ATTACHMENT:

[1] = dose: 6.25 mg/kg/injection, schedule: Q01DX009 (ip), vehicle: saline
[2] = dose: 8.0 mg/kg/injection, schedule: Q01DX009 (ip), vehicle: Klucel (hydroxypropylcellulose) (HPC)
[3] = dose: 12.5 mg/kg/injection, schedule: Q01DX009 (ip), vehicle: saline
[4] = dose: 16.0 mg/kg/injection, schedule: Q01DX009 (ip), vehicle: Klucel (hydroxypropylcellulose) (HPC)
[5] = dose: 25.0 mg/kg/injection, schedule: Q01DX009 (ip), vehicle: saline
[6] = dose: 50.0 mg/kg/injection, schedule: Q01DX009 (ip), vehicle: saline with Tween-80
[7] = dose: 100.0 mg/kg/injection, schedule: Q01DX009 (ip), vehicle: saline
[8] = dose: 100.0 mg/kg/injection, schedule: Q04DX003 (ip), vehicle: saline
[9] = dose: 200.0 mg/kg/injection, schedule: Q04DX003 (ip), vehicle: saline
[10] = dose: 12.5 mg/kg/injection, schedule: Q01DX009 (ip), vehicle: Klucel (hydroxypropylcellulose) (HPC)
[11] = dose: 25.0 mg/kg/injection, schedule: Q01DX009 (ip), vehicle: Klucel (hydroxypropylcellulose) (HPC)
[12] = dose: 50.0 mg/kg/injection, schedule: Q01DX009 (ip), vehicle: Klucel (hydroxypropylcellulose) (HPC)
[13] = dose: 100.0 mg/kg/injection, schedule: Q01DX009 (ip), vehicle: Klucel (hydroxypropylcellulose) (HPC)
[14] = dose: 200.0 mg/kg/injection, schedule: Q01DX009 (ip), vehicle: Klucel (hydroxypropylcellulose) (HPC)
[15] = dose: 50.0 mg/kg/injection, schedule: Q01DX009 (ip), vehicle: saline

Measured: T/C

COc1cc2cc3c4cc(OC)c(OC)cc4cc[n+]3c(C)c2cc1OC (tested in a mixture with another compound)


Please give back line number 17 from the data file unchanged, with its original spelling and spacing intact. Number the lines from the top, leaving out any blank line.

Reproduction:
COc1cc2cc3c4cc(OC)c(OC)cc4cc[n+]3c(C)c2cc1OC (tested in a mixture with another compound)